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Text and image copyrights held by me. In a world overabundant with content, you landed here and read this far. Thank you. I’m contemplating adding a donation button; stay tuned. If you enjoyed this piece, please consider sharing it with anyone you feel might like it, too.

HIE THEE HOMEWARD

Walking home just now, I overheard two couples talking. I’m a brisk walker and was overtaking them. One was saying to the others, “They were very tender tonight.” Par for the course with me, I assumed they were talking about people. Tender people–it was such a warming thought. It turns out they were talking about scallops.

The environmentalist in me would like to send you directly to The New Yorker, the March 8 issue, to read about the disaster that is the worldwide fishing industry, devastating ecosystems and traditional fishing communities both. That’s not to mention the state of the waters themselves, the plastic, the chemicals. However, this bit of writing is about therapy.

A client’s boyfriend was depressed and using substances. She was afraid he might be suicidal, and his reassurance wasn’t much comfort–only because of her, he wouldn’t hurt himself. She asked him to see a therapist, and his response was that he didn’t want to pay someone to listen to him.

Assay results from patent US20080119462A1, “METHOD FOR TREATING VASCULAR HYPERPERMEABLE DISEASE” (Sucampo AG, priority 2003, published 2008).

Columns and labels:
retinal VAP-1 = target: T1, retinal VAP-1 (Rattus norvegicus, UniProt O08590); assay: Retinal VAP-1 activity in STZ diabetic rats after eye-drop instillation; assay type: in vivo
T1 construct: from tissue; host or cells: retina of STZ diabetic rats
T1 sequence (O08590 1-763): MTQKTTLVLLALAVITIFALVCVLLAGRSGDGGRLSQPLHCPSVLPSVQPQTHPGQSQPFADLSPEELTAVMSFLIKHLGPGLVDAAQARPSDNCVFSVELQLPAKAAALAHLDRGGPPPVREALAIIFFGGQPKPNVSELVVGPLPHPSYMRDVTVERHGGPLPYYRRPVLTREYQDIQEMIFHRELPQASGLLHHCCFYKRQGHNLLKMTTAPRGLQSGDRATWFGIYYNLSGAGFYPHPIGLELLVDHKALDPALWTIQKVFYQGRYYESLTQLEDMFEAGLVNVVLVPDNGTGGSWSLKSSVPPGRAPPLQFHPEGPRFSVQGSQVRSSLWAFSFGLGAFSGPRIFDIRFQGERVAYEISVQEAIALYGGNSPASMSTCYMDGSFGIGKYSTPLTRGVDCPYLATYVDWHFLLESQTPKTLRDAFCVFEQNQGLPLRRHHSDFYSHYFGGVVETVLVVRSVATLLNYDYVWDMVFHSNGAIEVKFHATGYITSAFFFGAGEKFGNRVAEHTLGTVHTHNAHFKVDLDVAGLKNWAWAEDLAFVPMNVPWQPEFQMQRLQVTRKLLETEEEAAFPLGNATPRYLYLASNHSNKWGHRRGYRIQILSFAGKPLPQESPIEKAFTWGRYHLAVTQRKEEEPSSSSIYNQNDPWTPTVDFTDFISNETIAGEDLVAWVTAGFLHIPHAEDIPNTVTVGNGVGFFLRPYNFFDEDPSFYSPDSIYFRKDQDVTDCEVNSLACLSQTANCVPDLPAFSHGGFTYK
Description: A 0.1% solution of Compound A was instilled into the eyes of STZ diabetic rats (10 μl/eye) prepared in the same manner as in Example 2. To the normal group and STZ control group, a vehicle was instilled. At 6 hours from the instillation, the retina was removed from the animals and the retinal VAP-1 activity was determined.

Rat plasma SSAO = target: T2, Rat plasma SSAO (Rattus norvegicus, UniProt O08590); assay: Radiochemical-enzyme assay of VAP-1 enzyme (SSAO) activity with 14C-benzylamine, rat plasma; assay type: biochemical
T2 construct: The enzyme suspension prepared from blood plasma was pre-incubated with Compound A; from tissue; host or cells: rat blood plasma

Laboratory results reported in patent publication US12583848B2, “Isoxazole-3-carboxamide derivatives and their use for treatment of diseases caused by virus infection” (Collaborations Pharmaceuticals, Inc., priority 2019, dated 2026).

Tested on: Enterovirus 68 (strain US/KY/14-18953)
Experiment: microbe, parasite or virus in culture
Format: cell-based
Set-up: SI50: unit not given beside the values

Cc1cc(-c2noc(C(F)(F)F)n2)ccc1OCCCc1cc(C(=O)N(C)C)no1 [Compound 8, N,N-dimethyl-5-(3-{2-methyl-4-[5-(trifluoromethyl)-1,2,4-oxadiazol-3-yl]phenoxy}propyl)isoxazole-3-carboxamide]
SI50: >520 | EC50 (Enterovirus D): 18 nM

I feel sympathy for that sentiment. To me it says less about my profession than it does about the widespread and entirely comprehensible hunger people have for real intimacy and support. I do think there are some misconceptions in that statement, though, as well. Good therapy is about much more than just being “listened to” in some timed and compensated way. Among other things, it’s an opportunity to know and speak our truths more clearly, to shape our preferred narratives.

Many people in our lives–good, bad, or indifferent–lack the skills or insight to meet our needs, or their own needs conflict with ours in ways that don’t result in satisfactory compromise. We can walk through the world in a state of confusion, our powers of reason working overtime to sort through the cognitive dissonance: If we really deserved consideration, we would get it, so working backwards, the fact that we don’t get it must mean we don’t deserve it.

Good therapy holds open a sacred space, yes, but the goal is for clients ultimately not to need it because they’ve reached a point of getting what they need within their personal spheres–with family, with partners, at work, among friends. It’s a transformation I’ve been privileged to witness many times. I don’t mean that last statement to ring of false humility or passive enabling of change; I take an active role in my work. But transformation is something greater, irreducible to input and output, “evidence-based practices” notwithstanding.

I’m not talking about “evidence-based practices,” however well-studied they may be, however nicely their results can be graphed. I’m talking about corrective experiences, the back-filling of holes, the healing of wounds. I’m talking about tenderness, joy, logic, laughter. Present-moment learning. To quote Ted Lasso–any excuse!–“I’m talking about practice.”

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Text and image copyrights held by me. In a world overabundant with content, you landed here and read this far. Thank you. If you enjoyed this piece, please consider sharing it with anyone you feel might like it, too.